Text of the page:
Cloud maintains a centrality to AXA INM’s transformation plans as a key enabler of other technologies, such as Big Data and AI. Across the group, AXA INM is keen to increasingly leverage data as a means to drive business decisions, enhance customer centricity and build more meaningful relationships with customers. Simultaneously, the firm aims to simplify customer journeys and data input needs from customers, especially for claims processes. “Our CEO is driven from a customer perspective,” says Kaushik. “We’re focusing on solutions that are keeping the customer in the middle of all solutions we design. For example, we’re significantly focused on making sure that the customer journeys on the sales, servicing and claims sides are streamlined. In terms of data touchpoints that we expect from the customer, we’re ensuring that we only ask for relevant information at the relevant time.” Not only are customers being asked for less input throughout the process, but new technologies are being applied to simplify how those data inputs can be delivered. “In some of our countries, we can issue a motor insurance quote as long as the customer can upload an image of their driving licence and car registration document. That, for me, is customer centricity: you’re actually delivering solutions which make the life of a customer easier,” enthuses Kaushik. “From a servicing perspective, there are a lot of new technology-driven claims solutions that we have delivered in Turkey, Morocco, Greece and Nigeria, for example, that deliver on the spot claims assessments. We’re able to survey accidents using various technologies, such as image recognition, to expedite the claims process as well.”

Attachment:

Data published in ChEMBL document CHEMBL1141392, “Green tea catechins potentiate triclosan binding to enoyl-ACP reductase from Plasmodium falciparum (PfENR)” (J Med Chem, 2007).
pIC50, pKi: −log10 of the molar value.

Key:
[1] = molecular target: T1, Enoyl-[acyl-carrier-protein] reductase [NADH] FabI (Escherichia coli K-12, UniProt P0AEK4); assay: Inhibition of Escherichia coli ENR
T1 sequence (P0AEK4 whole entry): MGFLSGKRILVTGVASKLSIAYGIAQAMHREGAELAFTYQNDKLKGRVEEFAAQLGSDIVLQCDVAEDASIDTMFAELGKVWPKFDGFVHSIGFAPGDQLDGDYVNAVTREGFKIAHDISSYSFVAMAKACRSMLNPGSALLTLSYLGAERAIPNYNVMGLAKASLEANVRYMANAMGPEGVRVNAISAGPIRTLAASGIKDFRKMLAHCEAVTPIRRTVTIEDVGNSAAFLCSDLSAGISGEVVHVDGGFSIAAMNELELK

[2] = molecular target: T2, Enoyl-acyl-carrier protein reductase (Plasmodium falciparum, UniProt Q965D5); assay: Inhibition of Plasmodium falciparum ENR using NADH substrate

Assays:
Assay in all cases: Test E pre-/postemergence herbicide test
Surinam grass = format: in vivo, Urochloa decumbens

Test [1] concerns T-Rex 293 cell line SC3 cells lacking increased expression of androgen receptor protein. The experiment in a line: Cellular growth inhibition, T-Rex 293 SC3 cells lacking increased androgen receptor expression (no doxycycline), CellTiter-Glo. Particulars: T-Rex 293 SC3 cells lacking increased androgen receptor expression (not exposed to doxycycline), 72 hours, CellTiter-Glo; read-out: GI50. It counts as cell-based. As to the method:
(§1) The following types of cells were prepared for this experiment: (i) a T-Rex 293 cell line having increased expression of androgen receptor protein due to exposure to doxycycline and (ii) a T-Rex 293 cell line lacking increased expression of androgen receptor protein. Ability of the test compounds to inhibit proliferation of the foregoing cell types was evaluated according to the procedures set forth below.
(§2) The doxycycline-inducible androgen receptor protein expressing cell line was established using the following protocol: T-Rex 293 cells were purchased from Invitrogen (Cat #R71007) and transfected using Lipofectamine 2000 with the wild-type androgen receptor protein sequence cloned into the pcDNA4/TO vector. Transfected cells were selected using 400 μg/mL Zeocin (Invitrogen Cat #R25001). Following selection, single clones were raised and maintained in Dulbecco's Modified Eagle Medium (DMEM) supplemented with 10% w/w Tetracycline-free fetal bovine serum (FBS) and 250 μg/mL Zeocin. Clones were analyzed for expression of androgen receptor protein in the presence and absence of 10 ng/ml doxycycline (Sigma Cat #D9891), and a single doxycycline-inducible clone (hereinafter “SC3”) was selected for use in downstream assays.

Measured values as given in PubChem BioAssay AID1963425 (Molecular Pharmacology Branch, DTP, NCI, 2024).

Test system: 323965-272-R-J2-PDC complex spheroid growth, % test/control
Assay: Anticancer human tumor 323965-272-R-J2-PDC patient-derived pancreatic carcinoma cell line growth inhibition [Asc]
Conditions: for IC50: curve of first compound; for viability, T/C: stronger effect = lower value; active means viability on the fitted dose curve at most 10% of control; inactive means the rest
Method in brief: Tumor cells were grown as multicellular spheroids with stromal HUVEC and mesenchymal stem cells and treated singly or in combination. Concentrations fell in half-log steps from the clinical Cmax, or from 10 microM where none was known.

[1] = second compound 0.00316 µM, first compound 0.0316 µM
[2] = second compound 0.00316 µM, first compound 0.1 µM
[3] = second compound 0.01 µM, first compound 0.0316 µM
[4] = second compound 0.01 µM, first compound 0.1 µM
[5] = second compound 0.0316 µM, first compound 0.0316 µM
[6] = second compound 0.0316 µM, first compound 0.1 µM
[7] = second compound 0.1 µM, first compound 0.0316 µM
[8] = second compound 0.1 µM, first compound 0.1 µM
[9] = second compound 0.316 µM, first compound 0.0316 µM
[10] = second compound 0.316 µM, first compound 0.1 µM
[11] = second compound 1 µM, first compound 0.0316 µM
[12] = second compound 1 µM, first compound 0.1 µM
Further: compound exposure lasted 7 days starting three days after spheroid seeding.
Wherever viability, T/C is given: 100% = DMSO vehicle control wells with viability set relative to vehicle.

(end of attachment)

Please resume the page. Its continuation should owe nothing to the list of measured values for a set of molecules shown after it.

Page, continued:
AI has been brought into the fold to speed up policy issuance as well as enhance the company’s cybersecurity capabilities. Robotic process automation (RPA), combined with AI, has revolutionised the back-end processes of entities across the group, and the positive results for efficiency are manifold. Kaushik offers an example launched in Brazil that has cut policy issuance from weeks to just a single day. “We brought RPA and AI technologies together to deploy a solution that can take the process of policy issuance (which can take around 14-16 days) and turn it around in 24 hours." he says. “Automation solutions are also being deployed in the security space – we have a sizeable landscape and exposure in terms of digital assets available in various entities, and on a monthly basis we now scan the entire landscape to ensure assets are protected and there are no vulnerabilities.” In addition, the AI-augmented scanning enables AXA INM to monitor whether any fraudulent assets have been launched across the internet that are aimed at deceiving AXA customers. “There are fake assets popping up across the globe, so we are using automation solutions to identify anything that could put our customers at risk.”
For Kaushik, one of the most exciting things about AXA INM’s work is the ability for emerging markets and entities to leapfrog established solutions and cut ahead of mature markets. “In Senegal, for example, you can upload pictures of a vehicle and have a quote issued for a motor policy; some of the mature markets don’t have that capability yet,” he says, adding that we will see some major new projects delivered imminently. “The next 18 months is about delivery; it’s about getting the legacy and the technical debt reduced to a minimum level. It’s about moving our infrastructure to the cloud, it’s about building digital capabilities on the distribution side, and it’s about improving our data capabilities. It’s full steam execution for the next 18 months to become a truly Tech-Led organisation. Amen!”